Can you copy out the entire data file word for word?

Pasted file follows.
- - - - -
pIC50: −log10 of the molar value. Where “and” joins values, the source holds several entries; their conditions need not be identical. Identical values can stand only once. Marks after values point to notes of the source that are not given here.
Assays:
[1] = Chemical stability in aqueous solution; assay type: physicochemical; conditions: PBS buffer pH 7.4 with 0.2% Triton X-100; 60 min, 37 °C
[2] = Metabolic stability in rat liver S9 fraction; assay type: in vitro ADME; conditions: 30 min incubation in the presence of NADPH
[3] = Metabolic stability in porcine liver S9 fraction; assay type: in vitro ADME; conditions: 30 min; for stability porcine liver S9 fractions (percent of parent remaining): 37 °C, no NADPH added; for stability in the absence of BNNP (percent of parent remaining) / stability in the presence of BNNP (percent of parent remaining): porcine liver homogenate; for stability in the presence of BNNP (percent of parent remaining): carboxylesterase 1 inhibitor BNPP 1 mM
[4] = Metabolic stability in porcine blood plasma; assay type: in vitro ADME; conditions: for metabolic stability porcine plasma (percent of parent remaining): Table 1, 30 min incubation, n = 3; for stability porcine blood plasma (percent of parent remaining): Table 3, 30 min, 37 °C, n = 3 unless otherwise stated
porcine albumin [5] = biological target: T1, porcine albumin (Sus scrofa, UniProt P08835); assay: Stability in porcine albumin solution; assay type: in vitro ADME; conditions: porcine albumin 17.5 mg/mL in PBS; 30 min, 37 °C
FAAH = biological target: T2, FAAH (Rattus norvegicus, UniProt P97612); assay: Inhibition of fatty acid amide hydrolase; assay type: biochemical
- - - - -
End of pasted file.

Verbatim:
pIC50: −log10 of the molar value. Where “and” joins values, the source holds several entries; their conditions need not be identical. Identical values can stand only once. Marks after values point to notes of the source that are not given here.
Assays:
[1] = Chemical stability in aqueous solution; assay type: physicochemical; conditions: PBS buffer pH 7.4 with 0.2% Triton X-100; 60 min, 37 °C
[2] = Metabolic stability in rat liver S9 fraction; assay type: in vitro ADME; conditions: 30 min incubation in the presence of NADPH
[3] = Metabolic stability in porcine liver S9 fraction; assay type: in vitro ADME; conditions: 30 min; for stability porcine liver S9 fractions (percent of parent remaining): 37 °C, no NADPH added; for stability in the absence of BNNP (percent of parent remaining) / stability in the presence of BNNP (percent of parent remaining): porcine liver homogenate; for stability in the presence of BNNP (percent of parent remaining): carboxylesterase 1 inhibitor BNPP 1 mM
[4] = Metabolic stability in porcine blood plasma; assay type: in vitro ADME; conditions: for metabolic stability porcine plasma (percent of parent remaining): Table 1, 30 min incubation, n = 3; for stability porcine blood plasma (percent of parent remaining): Table 3, 30 min, 37 °C, n = 3 unless otherwise stated
porcine albumin [5] = biological target: T1, porcine albumin (Sus scrofa, UniProt P08835); assay: Stability in porcine albumin solution; assay type: in vitro ADME; conditions: porcine albumin 17.5 mg/mL in PBS; 30 min, 37 °C
FAAH = biological target: T2, FAAH (Rattus norvegicus, UniProt P97612); assay: Inhibition of fatty acid amide hydrolase; assay type: biochemical